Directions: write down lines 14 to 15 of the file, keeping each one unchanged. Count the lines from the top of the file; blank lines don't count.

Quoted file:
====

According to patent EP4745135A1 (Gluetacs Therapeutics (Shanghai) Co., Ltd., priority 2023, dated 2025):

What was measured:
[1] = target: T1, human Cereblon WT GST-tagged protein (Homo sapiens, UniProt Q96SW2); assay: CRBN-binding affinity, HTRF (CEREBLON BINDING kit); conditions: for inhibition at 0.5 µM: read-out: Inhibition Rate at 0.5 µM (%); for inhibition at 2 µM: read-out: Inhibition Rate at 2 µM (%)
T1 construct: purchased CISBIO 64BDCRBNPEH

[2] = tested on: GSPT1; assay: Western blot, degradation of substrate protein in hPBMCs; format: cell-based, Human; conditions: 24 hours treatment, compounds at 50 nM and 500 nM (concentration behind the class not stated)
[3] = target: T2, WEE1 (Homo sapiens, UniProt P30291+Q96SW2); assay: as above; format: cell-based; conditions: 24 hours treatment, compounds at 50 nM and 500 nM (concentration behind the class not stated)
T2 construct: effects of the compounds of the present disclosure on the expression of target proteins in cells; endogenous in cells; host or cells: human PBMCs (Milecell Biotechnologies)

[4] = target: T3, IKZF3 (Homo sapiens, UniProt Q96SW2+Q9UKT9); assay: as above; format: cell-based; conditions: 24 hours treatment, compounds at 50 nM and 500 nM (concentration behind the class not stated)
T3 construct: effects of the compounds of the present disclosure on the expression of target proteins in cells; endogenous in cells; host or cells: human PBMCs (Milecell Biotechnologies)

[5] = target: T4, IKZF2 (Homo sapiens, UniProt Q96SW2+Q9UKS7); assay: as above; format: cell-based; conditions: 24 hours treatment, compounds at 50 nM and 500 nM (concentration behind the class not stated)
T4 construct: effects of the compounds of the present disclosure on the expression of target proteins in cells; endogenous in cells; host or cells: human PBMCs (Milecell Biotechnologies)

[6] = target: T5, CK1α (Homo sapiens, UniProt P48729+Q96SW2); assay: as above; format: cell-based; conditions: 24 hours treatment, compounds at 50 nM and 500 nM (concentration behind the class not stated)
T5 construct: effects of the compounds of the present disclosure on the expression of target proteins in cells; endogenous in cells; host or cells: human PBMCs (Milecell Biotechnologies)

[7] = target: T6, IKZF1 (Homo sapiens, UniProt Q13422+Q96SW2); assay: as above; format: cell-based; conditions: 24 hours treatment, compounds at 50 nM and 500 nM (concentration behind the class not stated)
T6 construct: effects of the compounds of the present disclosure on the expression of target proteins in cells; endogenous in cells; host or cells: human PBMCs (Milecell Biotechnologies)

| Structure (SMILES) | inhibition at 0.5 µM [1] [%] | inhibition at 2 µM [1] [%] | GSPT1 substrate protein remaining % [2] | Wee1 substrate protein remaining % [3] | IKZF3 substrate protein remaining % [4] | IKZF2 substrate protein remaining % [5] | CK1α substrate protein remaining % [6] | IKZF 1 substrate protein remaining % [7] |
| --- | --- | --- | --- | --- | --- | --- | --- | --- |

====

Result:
[7] = target: T6, IKZF1 (Homo sapiens, UniProt Q13422+Q96SW2); assay: as above; format: cell-based; conditions: 24 hours treatment, compounds at 50 nM and 500 nM (concentration behind the class not stated)
T6 construct: effects of the compounds of the present disclosure on the expression of target proteins in cells; endogenous in cells; host or cells: human PBMCs (Milecell Biotechnologies)